Zimbabwe is a country in the throes of a mortal crisis. It is about to reach a tipping point. Over the past six months, Zimbabweans have been pouring out onto the streets to protest against the government of President Robert Mugabe, which has all but destroyed a once proud nation. The country is today in a mess, an economic basket case.
An estimated seven million people are on food aid and 30 per cent of the population is said to have fled to other countries, principally South Africa, to escape the economic devastation.
Zimbabwe is saddled with a $10.8 billion (Sh1.1 trillion) debt, causing a major fiscal crisis. There is a huge cash crunch. Teachers, doctors and nurses are on strike because of delayed wages and banks are now limiting the amount of money one can withdraw.
The government has decided to print more money to sort the mess and Zimbabweans fear the return of hyperinflation. Businesses are closing down daily, worsening the economic and unemployment crisis. As the economy collapses, Mugabe is said to hold birthday bashes that have been the source of much outrage.
In February this year, the country spent $1.1 million on celebrations for his 92nd birthday. He comes out as a president who has lost touch with reality. Further, despite ruling for 36 years, he shows no signs of readiness to relinquish power—in a country that badly needs fresh blood to salvage it.
Zimbabweans must not allow Mugabe to bring down the country. He is a leader whose time is long gone. His continued diatribe against the West might have sounded heroic in yesteryears, but today it’s simply the hollow diatribe of a failed despot.
The last time Zimbabweans tried to rescue the country from the grip of Mugabe was in 2008/09, when a similar financial crisis and a disputed election brought the country to its knees.
The crisis was resolved by a coalition government that brought opposition leader Morgan Tzvangirai (of the Movement for Democratic Change), to share power with Mugabe as prime minister. This enabled the international community to re-engage Zimbabwe and save it from the rocks.
Unfortunately for Zimbabwe, the wily old fox ground down his coalition partner and did everything to frustrate that arrangement. In the subsequent election in 2013, he managed to beat Tzvangirai through a mixture of vote manipulation and intimidation of voters through violence.
However, this year, Zimbabweans seem to have decided they have had enough. Since April, there have been street protests in major towns on a regular basis. A coalition of civil society activists and opposition parties, under the banner of the National Electoral Reform Agenda, have been organising protests against Mugabe’s regime and the worsening financial crisis.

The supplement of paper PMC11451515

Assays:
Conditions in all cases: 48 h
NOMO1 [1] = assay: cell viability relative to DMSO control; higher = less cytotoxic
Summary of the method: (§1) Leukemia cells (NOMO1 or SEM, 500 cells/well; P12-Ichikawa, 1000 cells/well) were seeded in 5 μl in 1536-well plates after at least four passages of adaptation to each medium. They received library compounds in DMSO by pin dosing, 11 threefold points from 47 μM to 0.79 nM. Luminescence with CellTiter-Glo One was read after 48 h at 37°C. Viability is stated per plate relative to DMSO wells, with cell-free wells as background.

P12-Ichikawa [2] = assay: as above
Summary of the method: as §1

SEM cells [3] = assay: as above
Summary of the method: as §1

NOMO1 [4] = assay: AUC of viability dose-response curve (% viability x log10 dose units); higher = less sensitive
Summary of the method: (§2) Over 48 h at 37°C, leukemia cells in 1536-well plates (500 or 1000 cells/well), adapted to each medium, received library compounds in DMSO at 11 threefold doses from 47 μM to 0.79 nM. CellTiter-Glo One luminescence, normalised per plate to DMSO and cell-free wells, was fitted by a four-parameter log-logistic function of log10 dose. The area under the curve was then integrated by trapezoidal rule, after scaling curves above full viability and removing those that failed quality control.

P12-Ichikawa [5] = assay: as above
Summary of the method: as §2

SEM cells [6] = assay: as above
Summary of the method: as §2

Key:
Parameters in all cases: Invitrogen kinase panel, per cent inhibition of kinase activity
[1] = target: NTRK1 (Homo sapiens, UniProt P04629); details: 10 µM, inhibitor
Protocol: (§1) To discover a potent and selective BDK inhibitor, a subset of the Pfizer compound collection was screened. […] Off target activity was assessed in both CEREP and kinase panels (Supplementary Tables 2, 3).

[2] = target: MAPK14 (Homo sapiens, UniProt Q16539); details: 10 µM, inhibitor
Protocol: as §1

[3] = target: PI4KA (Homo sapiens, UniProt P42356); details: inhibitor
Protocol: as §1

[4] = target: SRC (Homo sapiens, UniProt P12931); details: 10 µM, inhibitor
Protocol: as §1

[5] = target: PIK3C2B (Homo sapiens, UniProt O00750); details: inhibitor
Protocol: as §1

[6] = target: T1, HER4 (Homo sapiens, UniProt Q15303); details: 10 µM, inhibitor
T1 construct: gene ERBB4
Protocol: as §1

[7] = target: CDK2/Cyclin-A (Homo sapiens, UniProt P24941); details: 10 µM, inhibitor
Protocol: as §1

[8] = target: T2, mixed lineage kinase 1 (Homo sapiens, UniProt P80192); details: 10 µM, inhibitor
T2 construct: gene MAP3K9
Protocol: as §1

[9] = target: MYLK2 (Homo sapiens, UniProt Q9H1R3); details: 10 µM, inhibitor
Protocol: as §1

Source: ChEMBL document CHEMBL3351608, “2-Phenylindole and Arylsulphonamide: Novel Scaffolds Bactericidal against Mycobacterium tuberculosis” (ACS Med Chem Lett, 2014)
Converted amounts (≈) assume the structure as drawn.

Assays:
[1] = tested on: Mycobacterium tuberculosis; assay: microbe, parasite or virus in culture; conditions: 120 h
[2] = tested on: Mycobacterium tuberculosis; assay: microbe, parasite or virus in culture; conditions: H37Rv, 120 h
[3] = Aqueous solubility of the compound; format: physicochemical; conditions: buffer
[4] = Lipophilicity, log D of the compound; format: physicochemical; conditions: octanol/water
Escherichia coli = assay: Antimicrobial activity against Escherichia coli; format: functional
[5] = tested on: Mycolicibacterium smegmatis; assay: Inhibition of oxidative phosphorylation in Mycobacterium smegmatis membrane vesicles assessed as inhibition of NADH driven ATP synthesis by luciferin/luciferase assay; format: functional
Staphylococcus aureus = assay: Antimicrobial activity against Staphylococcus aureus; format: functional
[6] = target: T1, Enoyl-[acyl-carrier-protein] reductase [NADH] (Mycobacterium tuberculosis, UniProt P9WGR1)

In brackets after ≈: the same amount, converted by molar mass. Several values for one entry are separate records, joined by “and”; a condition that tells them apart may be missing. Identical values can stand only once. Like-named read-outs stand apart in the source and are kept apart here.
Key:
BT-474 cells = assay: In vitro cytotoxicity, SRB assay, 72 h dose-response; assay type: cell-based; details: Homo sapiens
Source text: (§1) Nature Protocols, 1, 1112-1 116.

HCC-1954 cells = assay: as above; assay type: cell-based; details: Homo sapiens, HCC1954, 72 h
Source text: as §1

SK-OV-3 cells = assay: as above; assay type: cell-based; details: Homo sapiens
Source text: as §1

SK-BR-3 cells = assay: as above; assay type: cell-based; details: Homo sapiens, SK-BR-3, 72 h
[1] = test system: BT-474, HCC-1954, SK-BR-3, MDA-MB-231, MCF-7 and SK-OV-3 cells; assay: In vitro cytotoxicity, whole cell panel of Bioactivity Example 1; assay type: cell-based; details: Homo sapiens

Mugabe has dug in and declared he will deal with them. Police have been breaking up the protests and making arrests. This has seen a return of violence in the streets akin to what was last seen in the 2008 economic crisis when citizens protested demanding change. However, Mugabe should read the signs of the times.
The writing is on the wall. He is not the first leader to have pushed his country to the wall and then continue cocking a snoot at the citizenry. Neither is he the first leader to attempt to stem the fate of an unpopular leader facing a popular uprising.
Surely, after three-and-a-half decades, and aged above 90, one would safely argue that there is nothing left for Mugabe to offer Zimbabwe. He seems determined that, with Tzvangirai fighting ill-health, the field is his to play as he deems fit. How wrong he is!
A whole new slew of leaders have risen up to fill that space and have been mobilising popular protest against Mugabe’s regime for almost half a year now. Zimbabwe faces complete collapse and the possibility of total chaos, with its attendant breakdown of social order. The day the country completely runs out of cash, is the day it will have its date with Armageddon.
The country’s leaders of goodwill cannot sit back and wait for that to happen. All must join hands to pressurise Mugabe to leave power. This time the citizens must go all the way.
The African Union, which has in recent times stepped up its game to intervene where its members find themselves with serious internal conflicts, must break its silence over the situation in Harare. The international community cannot continue looking askance as things move from bad to worse.
The endgame of the crisis is not difficult to imagine, as rising violence as police clash with protestors engulfs Zimbabwe. The South African Development Community cannot continue its silence, either. In particular, South Africa, the neighbour that is playing host to the millions of Zimbabwean refugees, must call out Mugabe.
This time, Zimbabweans must go all the way and wrest the country from Mugabe maladministration before it collapses. The situation is so dire that Zimbabwe cannot wait until the next elections scheduled for 2018 to bring new leadership. It needs change. Now! [email protected]